The premium subscriptions are really where you’re going to get the best features, though. Full Access includes voice conversations, camera translation, augmented reality (AR) translation, and offline mode, plus no ads. You can try out iTranslate Full Access free for seven days, but be careful: after that period, it will auto-renew at $39.99/year, so make sure to remember to cancel if you don’t want to subscribe.

Eatwith (Free, In-App Purchases)

Eatwith allows you to connect with home-cook hosts in more than 130 countries. The goal is to bring travelers together with locals for dinner parties, facilitating an authentic cultural experience for the traveler and multicultural exchange for everyone.

But make no mistake: this is no early-days couchsurfing. You will pay the host for their trouble (after all, there’s no such thing as a free lunch). Looking at the app, I found tons of delicious-looking options in many different countries, but many of them looked suspiciously professional for the cozy, personal experience the app seems to advertise. I would not be shocked if many of the hosts were professionals using the app to advertise the prix-fixe menus at their restaurants.

Google Arts & Culture (Free)

Google Arts & Culture is a completely free app that brings museums of the world right to your device. In the app, you can find museum exhibits near you, explore AR art galleries, discover culturally important sites around the world, and more.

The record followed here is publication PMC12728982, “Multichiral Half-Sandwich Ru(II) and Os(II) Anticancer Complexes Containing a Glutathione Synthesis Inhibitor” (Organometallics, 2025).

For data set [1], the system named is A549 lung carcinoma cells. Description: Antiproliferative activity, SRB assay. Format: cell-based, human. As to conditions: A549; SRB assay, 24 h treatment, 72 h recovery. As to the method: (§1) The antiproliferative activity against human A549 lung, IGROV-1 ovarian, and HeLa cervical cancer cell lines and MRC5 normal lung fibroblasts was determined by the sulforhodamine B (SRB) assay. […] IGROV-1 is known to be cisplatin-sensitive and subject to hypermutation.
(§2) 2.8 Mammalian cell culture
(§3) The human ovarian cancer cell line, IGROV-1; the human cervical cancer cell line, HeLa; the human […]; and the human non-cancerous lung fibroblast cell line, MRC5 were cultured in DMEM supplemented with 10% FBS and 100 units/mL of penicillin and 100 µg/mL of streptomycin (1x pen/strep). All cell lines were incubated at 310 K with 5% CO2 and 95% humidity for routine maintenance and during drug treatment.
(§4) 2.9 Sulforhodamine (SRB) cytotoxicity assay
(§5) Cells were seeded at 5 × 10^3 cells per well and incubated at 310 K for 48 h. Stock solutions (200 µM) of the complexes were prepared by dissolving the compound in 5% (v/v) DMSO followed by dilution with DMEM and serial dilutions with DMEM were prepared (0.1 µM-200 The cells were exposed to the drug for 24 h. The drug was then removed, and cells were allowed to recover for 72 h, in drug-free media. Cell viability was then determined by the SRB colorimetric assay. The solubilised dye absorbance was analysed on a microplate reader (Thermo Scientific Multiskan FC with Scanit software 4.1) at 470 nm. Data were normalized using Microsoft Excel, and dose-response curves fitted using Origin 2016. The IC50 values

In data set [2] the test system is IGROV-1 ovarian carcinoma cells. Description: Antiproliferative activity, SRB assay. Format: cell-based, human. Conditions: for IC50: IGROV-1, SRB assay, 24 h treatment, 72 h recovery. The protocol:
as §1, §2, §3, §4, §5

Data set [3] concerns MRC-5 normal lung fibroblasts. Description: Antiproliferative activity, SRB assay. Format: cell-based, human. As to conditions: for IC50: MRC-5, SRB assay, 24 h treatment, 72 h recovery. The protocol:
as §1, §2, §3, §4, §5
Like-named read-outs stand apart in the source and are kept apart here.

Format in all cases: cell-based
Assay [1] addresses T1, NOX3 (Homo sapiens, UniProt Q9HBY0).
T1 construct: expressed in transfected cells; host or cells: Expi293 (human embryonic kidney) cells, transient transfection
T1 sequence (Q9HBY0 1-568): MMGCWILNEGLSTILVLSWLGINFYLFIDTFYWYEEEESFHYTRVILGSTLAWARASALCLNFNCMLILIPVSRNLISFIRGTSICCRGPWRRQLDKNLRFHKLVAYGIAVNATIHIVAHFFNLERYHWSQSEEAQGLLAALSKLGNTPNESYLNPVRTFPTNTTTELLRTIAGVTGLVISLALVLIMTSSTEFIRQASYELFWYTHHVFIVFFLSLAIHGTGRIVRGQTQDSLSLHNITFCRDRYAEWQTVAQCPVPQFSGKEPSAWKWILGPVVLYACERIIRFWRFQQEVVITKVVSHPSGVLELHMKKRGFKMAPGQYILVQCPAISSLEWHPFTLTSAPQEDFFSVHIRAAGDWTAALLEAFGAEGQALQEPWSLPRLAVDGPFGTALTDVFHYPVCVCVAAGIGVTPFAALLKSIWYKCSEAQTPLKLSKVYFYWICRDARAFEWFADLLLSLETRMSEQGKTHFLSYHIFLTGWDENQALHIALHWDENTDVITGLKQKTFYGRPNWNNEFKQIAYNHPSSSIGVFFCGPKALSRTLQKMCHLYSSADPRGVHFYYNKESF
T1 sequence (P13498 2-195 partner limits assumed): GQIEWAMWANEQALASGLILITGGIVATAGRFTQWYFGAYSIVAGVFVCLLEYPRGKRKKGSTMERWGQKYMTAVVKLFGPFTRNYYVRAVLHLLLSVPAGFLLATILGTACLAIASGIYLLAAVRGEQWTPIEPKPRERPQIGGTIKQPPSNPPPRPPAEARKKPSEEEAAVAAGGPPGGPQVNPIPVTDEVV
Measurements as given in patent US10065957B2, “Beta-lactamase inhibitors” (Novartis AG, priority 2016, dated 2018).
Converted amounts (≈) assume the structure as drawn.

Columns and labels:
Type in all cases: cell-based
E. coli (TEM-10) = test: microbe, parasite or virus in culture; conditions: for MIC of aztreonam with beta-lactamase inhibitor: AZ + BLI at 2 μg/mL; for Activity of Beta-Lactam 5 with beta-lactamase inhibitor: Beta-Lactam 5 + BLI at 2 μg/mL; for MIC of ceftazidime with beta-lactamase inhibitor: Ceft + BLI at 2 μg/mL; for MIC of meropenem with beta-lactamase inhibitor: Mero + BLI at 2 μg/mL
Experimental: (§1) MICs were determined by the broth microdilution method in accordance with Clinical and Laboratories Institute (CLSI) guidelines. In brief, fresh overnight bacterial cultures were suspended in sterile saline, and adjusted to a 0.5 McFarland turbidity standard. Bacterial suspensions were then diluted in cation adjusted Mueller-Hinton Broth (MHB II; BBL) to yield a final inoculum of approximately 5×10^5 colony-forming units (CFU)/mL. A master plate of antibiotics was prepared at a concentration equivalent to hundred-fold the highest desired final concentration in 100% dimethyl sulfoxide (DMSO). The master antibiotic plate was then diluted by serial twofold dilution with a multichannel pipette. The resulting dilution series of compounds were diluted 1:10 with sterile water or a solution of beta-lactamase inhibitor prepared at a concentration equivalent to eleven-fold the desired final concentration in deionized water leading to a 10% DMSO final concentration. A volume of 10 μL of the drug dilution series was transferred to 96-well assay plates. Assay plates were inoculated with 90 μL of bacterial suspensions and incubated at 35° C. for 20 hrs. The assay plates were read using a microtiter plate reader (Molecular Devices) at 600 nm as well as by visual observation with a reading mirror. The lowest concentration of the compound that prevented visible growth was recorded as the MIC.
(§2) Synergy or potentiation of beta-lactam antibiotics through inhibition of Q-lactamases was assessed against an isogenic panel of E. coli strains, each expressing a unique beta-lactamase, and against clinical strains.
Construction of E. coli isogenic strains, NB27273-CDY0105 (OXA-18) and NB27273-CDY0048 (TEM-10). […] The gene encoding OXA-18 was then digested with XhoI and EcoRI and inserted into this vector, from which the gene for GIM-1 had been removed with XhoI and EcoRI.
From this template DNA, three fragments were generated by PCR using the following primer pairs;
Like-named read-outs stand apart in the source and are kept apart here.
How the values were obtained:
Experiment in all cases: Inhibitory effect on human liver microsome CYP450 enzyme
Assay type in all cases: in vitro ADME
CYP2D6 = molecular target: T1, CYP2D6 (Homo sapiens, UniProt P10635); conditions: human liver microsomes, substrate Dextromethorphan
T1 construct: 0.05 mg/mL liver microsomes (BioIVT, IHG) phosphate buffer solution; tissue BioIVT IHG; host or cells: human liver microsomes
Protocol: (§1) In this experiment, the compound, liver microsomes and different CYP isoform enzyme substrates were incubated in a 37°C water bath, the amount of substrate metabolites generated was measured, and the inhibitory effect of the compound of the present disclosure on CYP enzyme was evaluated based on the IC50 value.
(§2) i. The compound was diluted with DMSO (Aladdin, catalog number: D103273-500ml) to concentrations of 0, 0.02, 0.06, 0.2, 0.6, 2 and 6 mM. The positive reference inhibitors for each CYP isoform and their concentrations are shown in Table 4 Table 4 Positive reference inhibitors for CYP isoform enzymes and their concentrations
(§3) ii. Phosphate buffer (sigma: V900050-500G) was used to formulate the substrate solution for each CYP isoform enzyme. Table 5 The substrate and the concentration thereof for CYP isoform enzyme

While the AR art galleries can be a bit difficult to navigate at first, wandering through a virtual museum is a fun experience, and you can tap on the exhibits (try that in a real-world art gallery) to learn more about them. I also had a lot of fun looking through a panoramic gallery of world-famous food markets in the app, and the app lets you easily discover interesting articles on art, culture, and history you might never have thought to look for otherwise. The app also includes fun activities for kids, like a coloring book of famous pieces of art, crosswords, and puzzles you can do solo or with a party. Many of the features are a bit clunky (somehow, I doubt this is where Google is investing much of its mind-boggling resources), but it’s a fun, interactive way to bring a host of museums right to your home.